Organisational structure of the Christian Brothers

Geographically, the Christian Brothers are divided into several provinces that encompass every inhabited continent. The brothers within each province work under the direction of a Province Leadership Team. In turn, the entire Congregation operates under the leadership of a Congregation Leadership Team that is based in Rome (and led by a Congregation Leader). These provincial and congregational teams are elected on a 6-year basis at Congregation chapters.

Restructuring has taken place in in the congregation to account for the changing needs, in particular the declining number of brothers in the developed world. The three provinces of North America (Canada, Eastern American, and Western American Province) restructured into the Edmund Rice Christian Brothers North America on 1 July 2005.[12] The five provinces covering Australia, New Zealand and Papua New Guinea combined into one Oceania province on 1 October 2007,[13] while the provinces that cover Ireland, England and the Congregational Leadership Team in Rome combined into a single European province on 5 May 2007.[14] The English Province is a registered charity.[15] The Dublin Headquarters are in the grounds of Marino Institute for Education, Claremont, Griffith Avenue, Dublin 9, Ireland.

A special community within this new European province will be based in Geneva, Switzerland, working to establish an NGO known as Edmund Rice International. The purpose of such an organisation is to gain what is known as a "general consultative status" with the United Nations. "This position allows groups the opportunity to challenge systemic injustice and to engage in advocacy work with policy makers on behalf of people who are made poor." As well as including Christian Brothers from provinces all over the world, members of the Presentation Brothers will also have a presence within this community.[16]

Notable Christian Brothers

See also

References

  1. ^ "Christian Brother Terms". http://www.edmundschools.org/sys-tmpl/terms/. 
  2. ^ a b "Edmund Rice - The Man". http://www.edmundclt.org/history/edmundricetheman/edmundricetheman.html/. 
  3. ^ "Congregation Letter". http://www.edmundclt.org/news/cltnews/2008invitation/2008invitation.html.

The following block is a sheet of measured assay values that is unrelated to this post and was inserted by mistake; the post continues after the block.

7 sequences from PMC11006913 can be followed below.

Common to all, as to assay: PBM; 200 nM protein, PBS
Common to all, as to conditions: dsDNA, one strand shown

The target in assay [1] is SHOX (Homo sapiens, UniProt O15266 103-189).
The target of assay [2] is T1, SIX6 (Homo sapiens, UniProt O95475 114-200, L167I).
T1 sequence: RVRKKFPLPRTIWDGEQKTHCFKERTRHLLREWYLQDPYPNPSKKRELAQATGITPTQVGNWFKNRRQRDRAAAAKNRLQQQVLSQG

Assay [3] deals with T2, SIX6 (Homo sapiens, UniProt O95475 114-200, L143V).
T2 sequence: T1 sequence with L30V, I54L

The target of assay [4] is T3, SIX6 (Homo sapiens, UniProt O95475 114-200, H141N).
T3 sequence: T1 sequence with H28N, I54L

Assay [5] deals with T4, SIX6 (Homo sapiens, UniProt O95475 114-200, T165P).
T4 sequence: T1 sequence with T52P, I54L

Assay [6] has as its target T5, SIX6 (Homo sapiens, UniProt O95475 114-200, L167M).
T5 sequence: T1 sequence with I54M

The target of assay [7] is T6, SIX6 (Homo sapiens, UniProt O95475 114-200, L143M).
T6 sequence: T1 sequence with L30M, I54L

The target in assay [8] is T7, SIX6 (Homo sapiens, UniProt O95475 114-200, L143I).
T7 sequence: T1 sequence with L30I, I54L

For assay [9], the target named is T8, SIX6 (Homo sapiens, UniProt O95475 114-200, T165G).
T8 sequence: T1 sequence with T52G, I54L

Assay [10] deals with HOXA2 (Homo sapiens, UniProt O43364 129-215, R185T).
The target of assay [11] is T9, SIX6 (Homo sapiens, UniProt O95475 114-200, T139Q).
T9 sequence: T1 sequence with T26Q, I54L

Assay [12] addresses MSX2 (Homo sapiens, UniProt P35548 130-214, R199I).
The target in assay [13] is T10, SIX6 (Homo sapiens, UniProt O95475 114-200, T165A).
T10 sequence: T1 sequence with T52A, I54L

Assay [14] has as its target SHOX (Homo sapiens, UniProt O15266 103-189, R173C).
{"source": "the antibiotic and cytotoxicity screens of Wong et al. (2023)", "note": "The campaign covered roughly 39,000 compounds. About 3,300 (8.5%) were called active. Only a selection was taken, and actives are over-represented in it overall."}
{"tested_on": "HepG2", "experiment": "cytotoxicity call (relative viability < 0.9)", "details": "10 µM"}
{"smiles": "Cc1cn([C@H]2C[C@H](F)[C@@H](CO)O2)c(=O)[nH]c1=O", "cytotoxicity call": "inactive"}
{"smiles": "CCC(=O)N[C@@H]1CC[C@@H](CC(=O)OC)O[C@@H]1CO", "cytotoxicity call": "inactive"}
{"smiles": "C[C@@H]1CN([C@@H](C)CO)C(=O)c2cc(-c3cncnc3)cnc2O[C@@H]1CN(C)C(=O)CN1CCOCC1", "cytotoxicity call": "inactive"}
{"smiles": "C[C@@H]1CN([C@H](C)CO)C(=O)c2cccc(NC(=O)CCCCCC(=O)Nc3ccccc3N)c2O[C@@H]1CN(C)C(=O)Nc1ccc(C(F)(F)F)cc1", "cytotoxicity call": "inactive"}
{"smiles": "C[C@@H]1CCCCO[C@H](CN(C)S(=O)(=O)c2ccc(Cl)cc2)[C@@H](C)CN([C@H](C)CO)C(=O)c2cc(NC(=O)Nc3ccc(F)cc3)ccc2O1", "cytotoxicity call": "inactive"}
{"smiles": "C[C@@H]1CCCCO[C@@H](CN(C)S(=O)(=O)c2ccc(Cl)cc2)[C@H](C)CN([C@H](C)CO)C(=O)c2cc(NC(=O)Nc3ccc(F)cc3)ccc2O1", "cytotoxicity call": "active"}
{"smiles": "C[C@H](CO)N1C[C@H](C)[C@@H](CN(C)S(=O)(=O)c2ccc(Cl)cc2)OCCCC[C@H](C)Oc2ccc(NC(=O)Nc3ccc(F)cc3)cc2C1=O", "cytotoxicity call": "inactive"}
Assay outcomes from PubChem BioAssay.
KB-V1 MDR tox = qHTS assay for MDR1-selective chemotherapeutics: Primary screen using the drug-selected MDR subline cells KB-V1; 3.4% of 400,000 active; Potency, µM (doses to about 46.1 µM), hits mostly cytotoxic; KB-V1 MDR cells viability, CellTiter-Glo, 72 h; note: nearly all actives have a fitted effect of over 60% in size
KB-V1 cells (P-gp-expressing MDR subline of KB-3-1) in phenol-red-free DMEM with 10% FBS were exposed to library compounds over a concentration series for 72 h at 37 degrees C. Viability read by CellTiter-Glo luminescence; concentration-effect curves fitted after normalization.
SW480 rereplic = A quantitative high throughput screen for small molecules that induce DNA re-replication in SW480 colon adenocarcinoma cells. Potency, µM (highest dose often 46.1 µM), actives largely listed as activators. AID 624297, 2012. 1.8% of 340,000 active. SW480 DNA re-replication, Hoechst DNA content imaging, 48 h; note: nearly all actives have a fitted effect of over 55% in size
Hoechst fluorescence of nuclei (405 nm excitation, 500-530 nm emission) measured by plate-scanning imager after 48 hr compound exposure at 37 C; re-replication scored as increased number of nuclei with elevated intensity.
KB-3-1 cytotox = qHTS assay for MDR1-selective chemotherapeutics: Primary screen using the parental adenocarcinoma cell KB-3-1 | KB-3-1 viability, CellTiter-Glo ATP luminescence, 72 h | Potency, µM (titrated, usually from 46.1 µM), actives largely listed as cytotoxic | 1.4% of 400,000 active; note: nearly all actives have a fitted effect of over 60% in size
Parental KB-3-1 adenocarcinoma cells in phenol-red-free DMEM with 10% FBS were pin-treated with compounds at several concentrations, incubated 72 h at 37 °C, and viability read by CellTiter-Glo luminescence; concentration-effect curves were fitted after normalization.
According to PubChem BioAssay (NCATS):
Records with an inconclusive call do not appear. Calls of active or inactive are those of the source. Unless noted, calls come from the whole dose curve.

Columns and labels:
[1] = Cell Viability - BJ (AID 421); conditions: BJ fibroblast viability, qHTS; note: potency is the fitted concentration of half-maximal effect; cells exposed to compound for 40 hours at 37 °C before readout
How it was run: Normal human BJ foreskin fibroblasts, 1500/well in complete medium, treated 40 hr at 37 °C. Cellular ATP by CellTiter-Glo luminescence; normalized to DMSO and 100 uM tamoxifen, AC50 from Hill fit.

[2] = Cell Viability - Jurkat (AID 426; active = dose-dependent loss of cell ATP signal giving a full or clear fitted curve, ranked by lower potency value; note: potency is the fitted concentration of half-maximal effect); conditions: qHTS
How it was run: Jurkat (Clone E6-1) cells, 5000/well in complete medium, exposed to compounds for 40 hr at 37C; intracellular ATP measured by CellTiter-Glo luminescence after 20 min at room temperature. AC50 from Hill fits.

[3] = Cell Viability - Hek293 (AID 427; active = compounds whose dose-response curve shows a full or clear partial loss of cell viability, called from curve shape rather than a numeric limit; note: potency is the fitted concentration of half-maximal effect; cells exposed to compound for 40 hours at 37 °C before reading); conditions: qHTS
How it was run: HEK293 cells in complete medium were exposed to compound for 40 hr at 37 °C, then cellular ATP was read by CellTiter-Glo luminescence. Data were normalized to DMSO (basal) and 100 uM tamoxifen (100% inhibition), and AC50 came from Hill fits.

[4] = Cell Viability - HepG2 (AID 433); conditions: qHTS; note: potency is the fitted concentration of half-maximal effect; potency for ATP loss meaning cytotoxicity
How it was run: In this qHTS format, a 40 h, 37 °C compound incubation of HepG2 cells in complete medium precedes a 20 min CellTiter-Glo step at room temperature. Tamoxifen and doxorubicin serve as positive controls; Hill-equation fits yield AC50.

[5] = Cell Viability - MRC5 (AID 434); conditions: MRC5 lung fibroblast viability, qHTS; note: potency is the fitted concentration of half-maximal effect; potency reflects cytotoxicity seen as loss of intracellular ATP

4. ^ Normoyle, M.C. (1976). A Tree is Planted: The Life and Times of Edmund Rice. Congregation of Christian Brothers. pp. 45–50. 
  5. ^ Normoyle, M.C. (1976). A Tree is Planted: The Life and Times of Edmund Rice. Congregation of Christian Brothers. p. 71. 
  6. ^ Normoyle, M.C. (1976). A Tree is Planted: The Life and Times of Edmund Rice. Congregation of Christian Brothers. pp. 289–296. 
  7. ^ Normoyle, M.C. (1976). A Tree is Planted: The Life and Times of Edmund Rice. Congregation of Christian Brothers. pp. 405–406. 
  8. ^ Portrait of a Christian crusader - Reviewed by Dermot Bolger, Sunday Business Post, August 31, 2008.
  9. ^ "Catholic order apologises publicly for abuse". BBC News. 1998-03-30. http://news.bbc.co.uk/1/hi/world/europe/71094.stm. Retrieved 2009-04-08. 
  10. ^ "Christian Brother caught in Net sex sting". Chicago Sun Times. 1998-04-21. http://www.highbeam.com/doc/1P2-4445049.html. Retrieved 2010-01-09. 
  11. ^ . The Joliet Daily News. 2004-03-26. http://www.snapnetwork.org/snap_statements/2004_statements/032604_jail_stlouis_brother.htm. Retrieved 2010-01-09. 
  12. ^ Embracing a Common Future
  13. ^ Shaping Our Future
  14. ^ edmundrice.org.au - New European Province
  15. ^ Trust property held in connection with the English Province of the Congregation of Christian Brothers, Registered Charity no. 254312 at the Charity Commission
  16. ^ Presence, Compassion, Liberation
  17. ^ Viva la Quince Brigada by Christy Moore

Further reading

  • Davies, K. (1994) When Innocence Trembles: The Christian Brothers Orphanage Tragedy. (Angus & Robertson: Sydney) ISBN 0207184194
  • Normoyle, M. C. A Tree is Planted: The Life and Times of Edmund Rice (Congregation of Christian Brothers: n.l., 1976)

External links